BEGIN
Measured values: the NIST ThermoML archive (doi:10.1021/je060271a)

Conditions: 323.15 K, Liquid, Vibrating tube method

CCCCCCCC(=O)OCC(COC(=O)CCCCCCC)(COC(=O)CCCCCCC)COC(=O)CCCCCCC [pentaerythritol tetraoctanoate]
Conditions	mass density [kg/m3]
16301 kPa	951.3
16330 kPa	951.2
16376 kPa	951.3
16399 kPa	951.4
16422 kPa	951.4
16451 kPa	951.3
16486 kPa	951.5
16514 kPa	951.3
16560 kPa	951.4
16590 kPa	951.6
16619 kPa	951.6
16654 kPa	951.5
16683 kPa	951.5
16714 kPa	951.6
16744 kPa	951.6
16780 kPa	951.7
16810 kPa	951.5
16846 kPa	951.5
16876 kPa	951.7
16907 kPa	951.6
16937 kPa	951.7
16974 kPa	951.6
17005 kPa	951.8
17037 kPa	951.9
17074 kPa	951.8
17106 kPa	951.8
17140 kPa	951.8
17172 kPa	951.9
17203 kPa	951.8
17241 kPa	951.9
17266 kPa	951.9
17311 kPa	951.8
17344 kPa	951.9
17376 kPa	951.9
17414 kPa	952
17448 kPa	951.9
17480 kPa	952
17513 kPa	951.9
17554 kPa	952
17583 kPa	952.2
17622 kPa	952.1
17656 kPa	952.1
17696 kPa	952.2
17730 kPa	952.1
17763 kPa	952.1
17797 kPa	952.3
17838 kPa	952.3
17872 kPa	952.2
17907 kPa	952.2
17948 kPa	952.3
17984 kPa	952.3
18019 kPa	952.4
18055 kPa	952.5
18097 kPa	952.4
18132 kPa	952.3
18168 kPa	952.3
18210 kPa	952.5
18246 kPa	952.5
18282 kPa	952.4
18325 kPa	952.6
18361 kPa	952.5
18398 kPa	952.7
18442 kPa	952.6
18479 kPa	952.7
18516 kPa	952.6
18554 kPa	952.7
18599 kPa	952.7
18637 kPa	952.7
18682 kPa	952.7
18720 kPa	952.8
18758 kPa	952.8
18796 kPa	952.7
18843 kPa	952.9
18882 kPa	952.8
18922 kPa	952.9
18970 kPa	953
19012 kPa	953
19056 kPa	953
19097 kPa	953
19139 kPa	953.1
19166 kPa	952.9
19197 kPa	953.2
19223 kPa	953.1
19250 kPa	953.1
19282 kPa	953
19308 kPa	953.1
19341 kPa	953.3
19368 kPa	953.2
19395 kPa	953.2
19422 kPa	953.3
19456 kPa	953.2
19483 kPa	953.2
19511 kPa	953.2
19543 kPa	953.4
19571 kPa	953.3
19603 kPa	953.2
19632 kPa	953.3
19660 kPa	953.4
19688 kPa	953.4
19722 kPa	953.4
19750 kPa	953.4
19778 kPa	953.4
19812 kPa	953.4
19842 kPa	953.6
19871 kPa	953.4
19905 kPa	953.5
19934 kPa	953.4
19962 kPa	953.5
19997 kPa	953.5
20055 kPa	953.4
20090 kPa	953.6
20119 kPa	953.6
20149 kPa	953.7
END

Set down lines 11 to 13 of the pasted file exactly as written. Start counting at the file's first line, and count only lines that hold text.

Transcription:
16486 kPa	951.5
16514 kPa	951.3
16560 kPa	951.4